State v. Kosman
In State v. Kosman, 181 Ariz. 487, 492, 892 P.2d 207, 212 (App. 1995), police officers went to a parking lot outside Kosman's apartment to arrest a man named Colelli, for whom there were outstanding warrants. 181 Ariz. at 489, 892 P.2d at 209. Kosman and Colelli exited the apartment and both were secured by officers in the parking lot, well away from the apartment, and Colelli was arrested on the warrants. Id. While these two men were thus secured, two officers approached the apartment, concerned that there could be other persons inside who might interfere with the arrest. Id. After receiving no answer to their call inside, officers entered the apartment and found illegal drugs. Id.
Kosman was arrested and charged with drug offenses, and prior to trial moved to suppress the evidence seized from the apartment. Id. The trial court granted the motion. Id. at 490, 892 P.2d at 210. During the suppression proceedings, one of the officers contended that he smelled burning marijuana when they reached the door of the apartment; Kosman contested this assertion but the trial court did not rule on this disputed fact issue. Id.
On appeal, the Court held that, unless the trial court found on remand that the officer had smelled burning marijuana, there were no reasonable grounds to believe another person could be present. The protective sweep could not be sustained unless the officer had smelled burning marijuana, and there was otherwise no separate crime to interdict. Id. at 492, 892 P.2d at 212.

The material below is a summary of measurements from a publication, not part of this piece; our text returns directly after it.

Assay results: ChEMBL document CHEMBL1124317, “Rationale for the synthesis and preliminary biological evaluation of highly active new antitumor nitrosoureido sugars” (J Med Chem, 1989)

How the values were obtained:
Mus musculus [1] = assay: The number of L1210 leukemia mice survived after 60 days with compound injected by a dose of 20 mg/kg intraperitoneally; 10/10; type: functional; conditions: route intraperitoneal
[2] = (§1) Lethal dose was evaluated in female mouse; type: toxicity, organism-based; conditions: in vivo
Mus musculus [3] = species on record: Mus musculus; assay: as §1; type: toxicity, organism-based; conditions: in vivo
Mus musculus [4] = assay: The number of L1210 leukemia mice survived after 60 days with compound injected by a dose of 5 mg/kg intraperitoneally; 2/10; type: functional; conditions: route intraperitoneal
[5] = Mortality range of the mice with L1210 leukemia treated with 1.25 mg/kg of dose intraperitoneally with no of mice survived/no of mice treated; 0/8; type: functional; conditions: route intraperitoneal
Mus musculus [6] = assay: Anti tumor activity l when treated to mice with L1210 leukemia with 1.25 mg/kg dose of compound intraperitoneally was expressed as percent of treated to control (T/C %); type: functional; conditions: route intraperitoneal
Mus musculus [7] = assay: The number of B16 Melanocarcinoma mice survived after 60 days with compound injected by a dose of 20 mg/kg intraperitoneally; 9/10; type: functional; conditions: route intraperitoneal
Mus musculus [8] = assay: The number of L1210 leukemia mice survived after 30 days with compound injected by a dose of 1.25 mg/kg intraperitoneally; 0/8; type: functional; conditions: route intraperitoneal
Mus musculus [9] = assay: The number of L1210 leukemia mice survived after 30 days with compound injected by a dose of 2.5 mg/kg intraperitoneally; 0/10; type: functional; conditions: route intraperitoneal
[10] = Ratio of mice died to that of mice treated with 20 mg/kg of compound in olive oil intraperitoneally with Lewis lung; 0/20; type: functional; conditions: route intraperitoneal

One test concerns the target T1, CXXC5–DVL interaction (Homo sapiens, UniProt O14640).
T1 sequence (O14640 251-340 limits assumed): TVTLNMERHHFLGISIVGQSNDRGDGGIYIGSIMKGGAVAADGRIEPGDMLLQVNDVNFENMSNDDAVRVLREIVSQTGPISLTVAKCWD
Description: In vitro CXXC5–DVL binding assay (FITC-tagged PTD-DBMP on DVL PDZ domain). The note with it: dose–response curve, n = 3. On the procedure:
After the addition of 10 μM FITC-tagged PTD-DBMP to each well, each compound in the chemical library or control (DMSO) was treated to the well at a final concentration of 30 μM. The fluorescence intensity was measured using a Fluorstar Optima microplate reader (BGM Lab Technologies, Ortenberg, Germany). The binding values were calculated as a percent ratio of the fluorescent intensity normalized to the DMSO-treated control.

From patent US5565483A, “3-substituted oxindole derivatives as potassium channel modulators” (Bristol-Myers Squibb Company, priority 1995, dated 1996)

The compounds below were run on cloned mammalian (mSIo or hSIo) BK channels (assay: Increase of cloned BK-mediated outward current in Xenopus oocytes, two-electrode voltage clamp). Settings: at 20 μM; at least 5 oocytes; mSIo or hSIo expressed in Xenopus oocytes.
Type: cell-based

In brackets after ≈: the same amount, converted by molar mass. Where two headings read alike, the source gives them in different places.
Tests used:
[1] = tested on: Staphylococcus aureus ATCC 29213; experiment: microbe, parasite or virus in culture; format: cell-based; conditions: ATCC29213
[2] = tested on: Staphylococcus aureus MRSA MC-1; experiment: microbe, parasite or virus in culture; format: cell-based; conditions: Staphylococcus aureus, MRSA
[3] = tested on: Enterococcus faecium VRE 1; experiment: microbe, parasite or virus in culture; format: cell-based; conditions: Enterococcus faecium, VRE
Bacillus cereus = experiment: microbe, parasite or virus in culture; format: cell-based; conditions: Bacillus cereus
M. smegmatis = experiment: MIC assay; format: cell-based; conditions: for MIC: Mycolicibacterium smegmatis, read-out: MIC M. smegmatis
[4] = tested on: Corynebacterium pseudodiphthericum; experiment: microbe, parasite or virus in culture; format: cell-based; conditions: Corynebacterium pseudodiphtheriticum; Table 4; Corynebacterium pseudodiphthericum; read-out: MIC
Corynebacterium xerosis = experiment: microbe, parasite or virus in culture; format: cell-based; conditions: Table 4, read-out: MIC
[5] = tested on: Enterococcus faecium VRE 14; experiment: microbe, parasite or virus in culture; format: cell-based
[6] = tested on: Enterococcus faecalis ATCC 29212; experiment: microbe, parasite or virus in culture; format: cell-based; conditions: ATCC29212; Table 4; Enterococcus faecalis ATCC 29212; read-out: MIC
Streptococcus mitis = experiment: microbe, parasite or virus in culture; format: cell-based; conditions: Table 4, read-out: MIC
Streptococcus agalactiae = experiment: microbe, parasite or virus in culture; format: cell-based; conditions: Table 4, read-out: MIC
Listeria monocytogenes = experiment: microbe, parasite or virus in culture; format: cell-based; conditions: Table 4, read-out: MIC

Kosman and Colelli were secured well away from the apartment, and until they had increased their exposure to risk by approaching the residence 6officers had no reasonable grounds to justify entry and they sought no item of evidence material to an ongoing investigation of any recently-committed crime. Id.
The Court reversed the trial court's order suppressing the evidence against Kosman on the basis that, if the officer's testimony that he had smelled the odor of burning marijuana coming from the apartment was deemed credible, exigencies of halting an ongoing crime and preventing the destruction of evidence allowed the officers' warrantless entry. 181 Ariz. at 491, 892 P.2d at 211. We discussed the contention that the entry was a permissible protective sweep because the state had made such a contention, but the discussion was superfluous to our holding, and formed only a subsidiary aspect of our discussion. Id. at 491-92, 892 P.2d at 211-12.